Message from the President

Federal Courts are the third branch of the state which has been in operation since the formation of Modern Ethiopia. Though institutional existence is to be equated with the coming into existence of modern Ethiopia, its presence as a separate judicial organ is of a recent phenomenon. For decades, it had been a branch of the Ministry of Justice before it assumed independent existence. It can be observed that it has been a long process for the judiciary to be at this state though the journey is not complete. On top of the steps taken so far in the direction of independence, currently, a regulation is in the pipeline to ensure that the judiciary administers its own administrative staff independent of the civil service regime of the executive branch of government.

This long process and quest for independence is not sought from without merely, but it is also a by-product of the conviction of individual judges to accept and implement the independence promised under the Supreme law of the land. Fear, real or perceived, they harbor, pressure from friends and relatives, or threats and rewards from parties or authorities should not be heeded to if the judiciary is to be independent. Both personal and institutional independence be present so that the country can have the kind of judiciary it aspires. It is incumbent upon each and every one of us to work in unison to realize this ideal and complete the process of independence of the judiciary all can rely on. 

The fact that the judiciary is in deficit of public trust compels people to question whatever comes out of the judiciary. In this regard, it can be noted that predictability and quality of judgments is an area which require attention. Accordingly, a series of trainings on areas identified by study will be conducted to build capacity of judges in addition to the aid to be provided by a research unit to be dedicated for this purpose. Apart from the effort to build capacity of judges, ensuring accountability is an essential element of public trust. Even though the extent of the shortfall can be disputed, generally a lot has been done to fully regain public trust. Judges should be independent and be allowed to dispense justice without interference of any sort. It should, however, be underscored that they are believed to carry out their duties guided solely by law. They should be held to account for any transgression and be held to explain culpable acts. Maintaining the balance between accountability and independence should be the focus of the judiciary if it is to realize its mandate. The court is taking and will continue to take a series of measures to increase public trust and maintain the same.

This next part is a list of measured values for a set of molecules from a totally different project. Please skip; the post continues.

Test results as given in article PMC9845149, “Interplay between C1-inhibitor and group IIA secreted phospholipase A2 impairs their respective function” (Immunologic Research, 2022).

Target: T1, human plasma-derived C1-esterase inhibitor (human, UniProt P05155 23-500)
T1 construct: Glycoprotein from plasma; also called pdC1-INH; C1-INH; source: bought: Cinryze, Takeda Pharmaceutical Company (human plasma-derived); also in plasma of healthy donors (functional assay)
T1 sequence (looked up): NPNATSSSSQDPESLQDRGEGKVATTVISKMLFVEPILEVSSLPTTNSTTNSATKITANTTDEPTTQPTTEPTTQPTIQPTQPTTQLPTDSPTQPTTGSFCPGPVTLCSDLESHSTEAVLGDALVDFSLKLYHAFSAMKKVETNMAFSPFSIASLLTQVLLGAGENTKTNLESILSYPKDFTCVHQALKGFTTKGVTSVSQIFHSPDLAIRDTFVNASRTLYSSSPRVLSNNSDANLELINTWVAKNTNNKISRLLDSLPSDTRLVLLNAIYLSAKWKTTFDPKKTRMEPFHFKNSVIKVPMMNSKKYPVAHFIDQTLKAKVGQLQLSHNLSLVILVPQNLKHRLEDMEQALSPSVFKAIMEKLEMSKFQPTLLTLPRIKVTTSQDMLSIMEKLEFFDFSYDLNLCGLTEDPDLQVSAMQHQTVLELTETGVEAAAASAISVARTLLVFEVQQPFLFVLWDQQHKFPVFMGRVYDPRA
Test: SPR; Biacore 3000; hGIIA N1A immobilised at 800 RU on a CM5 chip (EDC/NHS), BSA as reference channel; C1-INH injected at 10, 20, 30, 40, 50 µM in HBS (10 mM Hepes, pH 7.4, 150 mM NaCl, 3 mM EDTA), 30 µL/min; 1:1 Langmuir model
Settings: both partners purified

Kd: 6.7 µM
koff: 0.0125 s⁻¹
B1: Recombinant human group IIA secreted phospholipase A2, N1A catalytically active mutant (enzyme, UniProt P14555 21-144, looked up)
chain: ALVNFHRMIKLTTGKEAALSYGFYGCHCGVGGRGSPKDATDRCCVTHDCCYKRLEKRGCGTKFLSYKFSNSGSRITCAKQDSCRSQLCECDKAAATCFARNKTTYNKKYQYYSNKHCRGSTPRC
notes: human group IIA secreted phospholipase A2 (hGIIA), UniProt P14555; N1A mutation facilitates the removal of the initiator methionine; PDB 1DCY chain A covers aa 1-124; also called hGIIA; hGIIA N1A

The challenges courts encounter have been in the making for a long time defying efforts made to alleviate them. It requires to revisit the process cases go through by revising both the procedural laws as well as the court process. While the criminal procedure code is in its final stage of enactment, the civil process has not been started, yet. The revision process of the latter will be soon commenced which is believed to revitalize the administration of civil justice. By the same token, courts embarked on re-examining the process in the judiciary to identify bottlenecks and resolve them. In this regard, ICT plays a pivotal role and the court envisions digitization of the whole judicial process in the near future. Connectivity of its courts and branches will be followed by the deployment of case management application to realize digital judicial service. 

Courts are not equipped with the required devices and infrastructure. It is known to visitors and parties that courts do not have the infrastructure needed to accommodate the diversity of visitors in terms of age, health or physical condition, etc. Generally, courts do not have the facility that may enable them to discharge their constitutional duty.  Many of the court rooms are built several years ago, or converted to courtroom though built for other purposes and thus cannot be responsive to the needs of judicial administration. Even those which were built for the purpose are either in miserable condition or are not meant for contemporary needs. Further, considering the number of visitors coming to courts every day, it is essential to equip courts with amenities which cater for the diversity of needs of such visitors. For it is obvious that courts do not have such facilities, it should be a priority to be addressed by courts.

Unlike any organization, the judiciary highly relies on human resource. Laws cannot be given life if someone versed in the law relates them to the facts of the case before it. It is not high caliber, but also high moral standing that is expected of personnel of the judiciary whether, be it in the dispensation of justice or supporting it. The judiciary must be able to attract not only the brightest but also the virtuous. So too, it must be able to retain them providing decent working condition particularly for judges. The judiciary has a long way to go in this regard.

The aspiration to have a judiciary which is independent, impartial and credible calls for successive measures over a period of time. Some of the wrong decisions rendered in the administration of justice cannot be erased overnight, the problems accumulated for years cannot be undone in a blink of an eye, the hope to be realized cannot happen immediately. All stakeholders must discharge their responsibilities in no less vigor than the energy the leadership puts into the making the dreams of the people come true.